The Mountain Farm Museum, adjacent to the Oconaluftee Visitor Center near Cherokee, NC, is a unique collection of farm buildings assembled from locations throughout the area. Most of the structures were built in the late 19th century and were moved here in the 1950s. This was one of the stops on my October Appalachian fall foliage expedition.
Visitors can explore a log farmhouse, barn, apple house, springhouse, and a working blacksmith shop to get a sense of how families may have lived 100 years ago. The Davis House offers a rare chance to view a log house built from chestnut wood before the chestnut blight decimated the American Chestnut in our forests during the 1930s and early 1940s. I found the site to be a monochrome photography goldmine!
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With the Thanksgiving Holiday, I hope to catch up on posts from my October trips to the North Carolina mountains. I also look forward to catching up on posts from the bloggers I follow. This post features several landscapes and vignettes from areas near the Oconaluftee River, just north of Cherokee.
I’m thankful for my followers and those who take time to visit my photo blog. And especially for this community of photo bloggers, I enjoy your work, insights and friendship.
Located near the entrance to the Great Smoky Mountains National Park in Cherokee, North Carolina, Mingus Mill is an operational grist mill built in 1886. It uses a water-powered turbine instead of a water wheel to power all of the milling machinery.
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At 120 ft (37 m), Mingo Falls is one of the tallest in the southern Appalachian Mountains. As such, it was part of my October fall foliage expedition itinerary. It located near the entrance to the Great Smoky Mountains National Park and the town of Cherokee. It is part of the Qualla Boundary, a land trust of the Eastern Band of Cherokee Indians. My Tamron 15mm – 30mm wide-angle view doesn’t accurately represent the height of this spectacular water fall.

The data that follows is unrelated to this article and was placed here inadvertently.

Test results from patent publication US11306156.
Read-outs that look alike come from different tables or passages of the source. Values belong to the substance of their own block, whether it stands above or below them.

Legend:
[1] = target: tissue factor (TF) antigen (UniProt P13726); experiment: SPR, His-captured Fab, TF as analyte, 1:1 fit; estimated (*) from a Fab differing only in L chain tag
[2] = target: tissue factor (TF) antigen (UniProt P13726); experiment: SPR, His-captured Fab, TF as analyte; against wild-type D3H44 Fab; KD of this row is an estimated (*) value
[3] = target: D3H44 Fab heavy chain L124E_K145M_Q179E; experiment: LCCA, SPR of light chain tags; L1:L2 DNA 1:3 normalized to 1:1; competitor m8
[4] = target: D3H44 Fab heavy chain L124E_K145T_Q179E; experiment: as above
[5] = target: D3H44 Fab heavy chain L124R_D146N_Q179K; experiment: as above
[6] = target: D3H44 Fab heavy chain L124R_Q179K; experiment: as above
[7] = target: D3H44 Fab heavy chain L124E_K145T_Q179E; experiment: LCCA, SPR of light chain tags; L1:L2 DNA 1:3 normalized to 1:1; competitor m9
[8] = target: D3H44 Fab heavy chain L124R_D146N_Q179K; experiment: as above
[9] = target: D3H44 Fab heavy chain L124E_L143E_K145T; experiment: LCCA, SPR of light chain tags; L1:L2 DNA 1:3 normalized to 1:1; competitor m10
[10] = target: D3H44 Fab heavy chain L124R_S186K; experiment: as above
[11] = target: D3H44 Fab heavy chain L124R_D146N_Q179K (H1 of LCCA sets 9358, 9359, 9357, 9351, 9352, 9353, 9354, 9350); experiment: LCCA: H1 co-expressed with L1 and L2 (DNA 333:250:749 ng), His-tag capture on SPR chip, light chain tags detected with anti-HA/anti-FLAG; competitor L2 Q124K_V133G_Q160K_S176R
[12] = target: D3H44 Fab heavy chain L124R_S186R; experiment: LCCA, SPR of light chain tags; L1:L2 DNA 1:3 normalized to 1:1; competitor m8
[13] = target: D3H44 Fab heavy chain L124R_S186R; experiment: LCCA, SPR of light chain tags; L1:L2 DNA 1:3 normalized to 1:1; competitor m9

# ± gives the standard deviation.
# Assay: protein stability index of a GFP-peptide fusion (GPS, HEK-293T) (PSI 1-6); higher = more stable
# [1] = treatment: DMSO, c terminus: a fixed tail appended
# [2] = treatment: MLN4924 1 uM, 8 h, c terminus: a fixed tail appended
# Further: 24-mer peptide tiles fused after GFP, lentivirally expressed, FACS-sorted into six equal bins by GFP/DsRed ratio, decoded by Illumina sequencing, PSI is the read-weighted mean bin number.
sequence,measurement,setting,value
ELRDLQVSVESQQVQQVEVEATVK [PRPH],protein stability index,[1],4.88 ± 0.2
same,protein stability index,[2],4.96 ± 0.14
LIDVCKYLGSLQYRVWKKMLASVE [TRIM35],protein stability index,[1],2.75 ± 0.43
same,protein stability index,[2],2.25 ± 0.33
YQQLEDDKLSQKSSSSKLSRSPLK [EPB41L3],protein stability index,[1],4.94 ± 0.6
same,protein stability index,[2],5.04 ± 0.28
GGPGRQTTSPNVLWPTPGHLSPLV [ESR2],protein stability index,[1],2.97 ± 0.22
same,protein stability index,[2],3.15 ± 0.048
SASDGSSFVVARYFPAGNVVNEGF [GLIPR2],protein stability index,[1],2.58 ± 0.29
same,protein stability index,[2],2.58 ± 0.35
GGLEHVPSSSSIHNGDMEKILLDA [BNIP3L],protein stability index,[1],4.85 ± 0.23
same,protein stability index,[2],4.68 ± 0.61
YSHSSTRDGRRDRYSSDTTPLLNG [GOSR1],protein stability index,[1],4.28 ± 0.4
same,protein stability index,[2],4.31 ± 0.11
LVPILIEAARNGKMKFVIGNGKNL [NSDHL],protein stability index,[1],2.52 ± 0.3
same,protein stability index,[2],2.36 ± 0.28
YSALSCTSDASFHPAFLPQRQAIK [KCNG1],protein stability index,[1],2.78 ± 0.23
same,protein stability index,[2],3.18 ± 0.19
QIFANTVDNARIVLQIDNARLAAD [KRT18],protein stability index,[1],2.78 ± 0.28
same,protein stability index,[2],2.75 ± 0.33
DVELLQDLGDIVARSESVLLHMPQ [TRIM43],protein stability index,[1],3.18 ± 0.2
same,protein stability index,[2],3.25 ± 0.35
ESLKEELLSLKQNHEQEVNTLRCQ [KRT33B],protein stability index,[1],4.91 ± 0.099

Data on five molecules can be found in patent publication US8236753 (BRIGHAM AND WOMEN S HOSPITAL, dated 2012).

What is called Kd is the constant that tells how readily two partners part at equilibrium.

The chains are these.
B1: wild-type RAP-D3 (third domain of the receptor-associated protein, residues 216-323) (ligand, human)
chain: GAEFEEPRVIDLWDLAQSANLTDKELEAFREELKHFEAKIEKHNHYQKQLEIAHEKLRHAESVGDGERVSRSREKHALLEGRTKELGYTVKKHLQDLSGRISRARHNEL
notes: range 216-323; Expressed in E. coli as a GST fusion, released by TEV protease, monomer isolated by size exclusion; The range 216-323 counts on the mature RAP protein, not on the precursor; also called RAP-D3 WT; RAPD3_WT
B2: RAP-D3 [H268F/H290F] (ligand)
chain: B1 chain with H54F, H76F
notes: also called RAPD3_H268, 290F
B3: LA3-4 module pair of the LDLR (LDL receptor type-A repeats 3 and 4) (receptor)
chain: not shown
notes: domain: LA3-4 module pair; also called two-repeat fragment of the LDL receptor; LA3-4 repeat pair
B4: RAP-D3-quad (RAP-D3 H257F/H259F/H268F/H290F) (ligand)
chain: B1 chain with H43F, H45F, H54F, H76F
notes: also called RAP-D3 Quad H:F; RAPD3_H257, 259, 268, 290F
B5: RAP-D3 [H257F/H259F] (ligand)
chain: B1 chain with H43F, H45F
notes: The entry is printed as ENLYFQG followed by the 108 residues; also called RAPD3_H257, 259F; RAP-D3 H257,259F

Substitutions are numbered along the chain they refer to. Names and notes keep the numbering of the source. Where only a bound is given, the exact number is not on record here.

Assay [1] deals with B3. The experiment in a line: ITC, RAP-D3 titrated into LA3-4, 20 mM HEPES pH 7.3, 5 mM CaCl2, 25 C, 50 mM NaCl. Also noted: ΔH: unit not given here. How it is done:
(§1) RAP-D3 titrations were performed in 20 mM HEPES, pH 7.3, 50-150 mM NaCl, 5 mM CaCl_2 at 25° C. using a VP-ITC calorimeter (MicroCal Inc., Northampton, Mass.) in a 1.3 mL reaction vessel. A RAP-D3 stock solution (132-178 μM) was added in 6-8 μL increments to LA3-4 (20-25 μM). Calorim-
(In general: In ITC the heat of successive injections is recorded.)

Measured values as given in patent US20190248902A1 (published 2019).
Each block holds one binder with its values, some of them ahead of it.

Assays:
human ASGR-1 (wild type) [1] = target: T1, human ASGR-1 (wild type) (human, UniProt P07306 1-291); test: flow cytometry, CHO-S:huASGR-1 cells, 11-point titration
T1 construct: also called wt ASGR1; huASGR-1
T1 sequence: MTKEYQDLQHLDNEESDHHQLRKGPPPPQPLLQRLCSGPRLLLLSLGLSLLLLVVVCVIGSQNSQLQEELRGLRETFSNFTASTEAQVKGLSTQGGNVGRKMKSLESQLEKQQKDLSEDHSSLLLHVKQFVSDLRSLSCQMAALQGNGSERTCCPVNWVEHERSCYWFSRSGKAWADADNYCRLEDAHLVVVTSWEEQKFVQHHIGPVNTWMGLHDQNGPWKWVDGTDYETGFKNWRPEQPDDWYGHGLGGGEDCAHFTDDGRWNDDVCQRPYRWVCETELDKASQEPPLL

A long wooden stairway makes the falls fairly assessable, and a wooden bridge near it’s base offers an excellent view. Shooting long exposures (15 – 20 sec) with a tripod and neutral density filter, it was quite challenging to a get sharp exposure with other spectators bouncing along the bridge. While this composition was captured from the bridge, I also got some good shots setting up down in the creek. For the best viewing experience, click on the image to view a high-resolution version. Stay safe!
As a young Boy Scout and backpacker, my friends and I proclaimed we would one day hike the Appalachian Trail (AT) from Georgia to Maine. While that never happened, I knew back then Clingman’s Dome mountain was the highest point on the AT. At 6,643 feet (2,025 m) Clingman’s Dome straddles the Tennessee, North Carolina boarder in the Great Smoky Mountains National Park. The location features an iconic 45-foot (14 m) spiral concrete observation tower offering a 360 degree view of the Smokies.
Clingman’s Dome was on my recent fall foliage expedition itinerary for both astrophotography and a sunset. I first arrived on a Wednesday night around 9:00 PM ET. Anticipating cold weather plus wind chill, I was prepared for the 25° F lower temperature. From the parking lot, I slogged up the steep half mile paved trail to reach the observation tower. Luckily, there was no one else at the tower.
I shot with my 15mm – 30mm Tamron ultra-wide lens and tripod at ISO 3200, f2.8, with exposures around 5 seconds. Using a 20 second delay, I was able to use my Black Diamond head lamp to ‘light paint’ the tower during exposures. The Milky Way wasn’t quite as clear as I hoped, not sure if it was light pollution, regular pollution, weather related haze, or a combination of all.
Around 10:30 PM, moonrise began and I was able to capture a few shots before the moonlight washed out the night sky.
Thanks for stopping by today! For the best viewing experience, click on an image to view a high resolution version. Everyone please stay safe!